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Quantum technologies

Dieter Meschede's research group
Home Fibre cavity QED Fibre mirror fabrication

Fiber end face mirror fabrication

In our fiber cavity QED project we use optical fibers as cavity mirrors. We fabricate the cavity mirrors directly onto the plane end facets of cleaved single-mode fibers based on a procedure developed by J. Reichel [1]: A pulse of a focused CO2 laser beam a few milliseconds long ablates a few micrometer of glass from the center of the fiber end facet, leaving a shallow depression of approximately Gaussian shape. In this way, small radii of curvature (~100 µm) can be achieved, yielding small mode waists and mode volumes. Furthermore, a slight reflow of the molten glass under the influence of its surface tension produces a very smooth surface which can be coated with a reflective coating of low scatter loss. Our fiber endfacet machine also incorporates a Mirau interferometric microscope, which allows high-resolution surface characterization by phase-shift interferometry. Mode-matching of cavity and fiber modes together with a low-loss optical coating can achieve the desired high optical in- and outcoupling efficiency. The influence of the non-spherical mirror shape on the finesse and ways to reduce polarization mode splitting (birefringence) may need further investigation.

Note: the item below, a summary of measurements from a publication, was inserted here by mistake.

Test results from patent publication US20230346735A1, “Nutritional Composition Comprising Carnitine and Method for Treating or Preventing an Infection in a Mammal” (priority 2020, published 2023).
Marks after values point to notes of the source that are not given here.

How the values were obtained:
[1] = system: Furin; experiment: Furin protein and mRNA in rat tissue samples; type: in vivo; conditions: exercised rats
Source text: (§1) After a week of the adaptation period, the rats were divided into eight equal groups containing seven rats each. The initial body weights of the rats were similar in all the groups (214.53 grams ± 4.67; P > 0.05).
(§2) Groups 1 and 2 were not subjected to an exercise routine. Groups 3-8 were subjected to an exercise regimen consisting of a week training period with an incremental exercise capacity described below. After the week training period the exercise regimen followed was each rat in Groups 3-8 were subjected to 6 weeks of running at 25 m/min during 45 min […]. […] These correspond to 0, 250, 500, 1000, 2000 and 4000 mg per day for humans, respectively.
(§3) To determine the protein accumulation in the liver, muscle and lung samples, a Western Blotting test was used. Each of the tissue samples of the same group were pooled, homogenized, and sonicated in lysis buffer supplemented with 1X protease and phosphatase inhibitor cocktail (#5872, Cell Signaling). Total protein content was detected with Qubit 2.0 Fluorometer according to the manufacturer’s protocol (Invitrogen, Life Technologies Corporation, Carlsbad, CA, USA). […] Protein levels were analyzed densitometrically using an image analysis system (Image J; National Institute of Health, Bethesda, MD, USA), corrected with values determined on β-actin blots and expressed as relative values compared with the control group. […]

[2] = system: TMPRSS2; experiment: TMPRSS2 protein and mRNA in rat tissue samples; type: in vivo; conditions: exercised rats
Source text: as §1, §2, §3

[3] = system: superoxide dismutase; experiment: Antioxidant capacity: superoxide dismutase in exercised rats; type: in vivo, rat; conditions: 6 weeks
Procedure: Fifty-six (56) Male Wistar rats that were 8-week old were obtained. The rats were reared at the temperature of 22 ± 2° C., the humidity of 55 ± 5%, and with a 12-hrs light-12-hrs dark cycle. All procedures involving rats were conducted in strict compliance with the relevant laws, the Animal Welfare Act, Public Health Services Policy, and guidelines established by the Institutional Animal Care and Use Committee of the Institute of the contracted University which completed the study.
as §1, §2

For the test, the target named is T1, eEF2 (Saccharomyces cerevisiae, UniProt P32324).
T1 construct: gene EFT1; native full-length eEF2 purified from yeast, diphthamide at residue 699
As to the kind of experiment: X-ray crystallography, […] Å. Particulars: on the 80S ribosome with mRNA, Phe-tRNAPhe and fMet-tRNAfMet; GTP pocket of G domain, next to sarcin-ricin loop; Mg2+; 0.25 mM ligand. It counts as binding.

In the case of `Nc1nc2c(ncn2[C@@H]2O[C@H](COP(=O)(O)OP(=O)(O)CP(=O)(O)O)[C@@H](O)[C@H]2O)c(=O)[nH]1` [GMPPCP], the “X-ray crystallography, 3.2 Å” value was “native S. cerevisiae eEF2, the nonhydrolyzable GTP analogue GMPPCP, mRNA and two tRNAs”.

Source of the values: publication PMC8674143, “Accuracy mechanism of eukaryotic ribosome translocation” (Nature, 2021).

Fig.  1: Left: Cross-sectional image of a cleaved fiber endfacet after being processed with a CO2 laser beam in our interference microscope. Middle: True phase information obtained independently for each pixel using the phase shift interferometry technique. Right: Reconstructed surface tpopgraphy (false colour) obtained via a phase-unwrapping algorithm. Radius of curvature and ellipticity can now be determined precisely.



Fig. 2: Schematics for the setup for fiber end facet mirror fabrication

1. D Hunger et al, New J. Phys. 12, 065038 (2010) http://iopscience.iop.org/1367-2630/12/6/065038